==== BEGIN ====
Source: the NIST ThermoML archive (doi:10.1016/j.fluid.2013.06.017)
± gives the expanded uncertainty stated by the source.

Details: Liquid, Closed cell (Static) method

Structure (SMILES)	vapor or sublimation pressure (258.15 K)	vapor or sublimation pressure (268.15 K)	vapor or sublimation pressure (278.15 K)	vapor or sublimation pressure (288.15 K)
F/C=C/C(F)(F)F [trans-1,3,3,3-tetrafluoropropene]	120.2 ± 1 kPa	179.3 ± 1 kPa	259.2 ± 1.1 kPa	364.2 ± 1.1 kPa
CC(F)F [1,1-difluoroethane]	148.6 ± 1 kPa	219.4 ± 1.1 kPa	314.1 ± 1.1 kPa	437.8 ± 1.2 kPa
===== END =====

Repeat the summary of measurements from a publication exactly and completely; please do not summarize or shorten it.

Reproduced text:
Source: the NIST ThermoML archive (doi:10.1016/j.fluid.2013.06.017)
± gives the expanded uncertainty stated by the source.

Details: Liquid, Closed cell (Static) method

Structure (SMILES)	vapor or sublimation pressure (258.15 K)	vapor or sublimation pressure (268.15 K)	vapor or sublimation pressure (278.15 K)	vapor or sublimation pressure (288.15 K)
F/C=C/C(F)(F)F [trans-1,3,3,3-tetrafluoropropene]	120.2 ± 1 kPa	179.3 ± 1 kPa	259.2 ± 1.1 kPa	364.2 ± 1.1 kPa
CC(F)F [1,1-difluoroethane]	148.6 ± 1 kPa	219.4 ± 1.1 kPa	314.1 ± 1.1 kPa	437.8 ± 1.2 kPa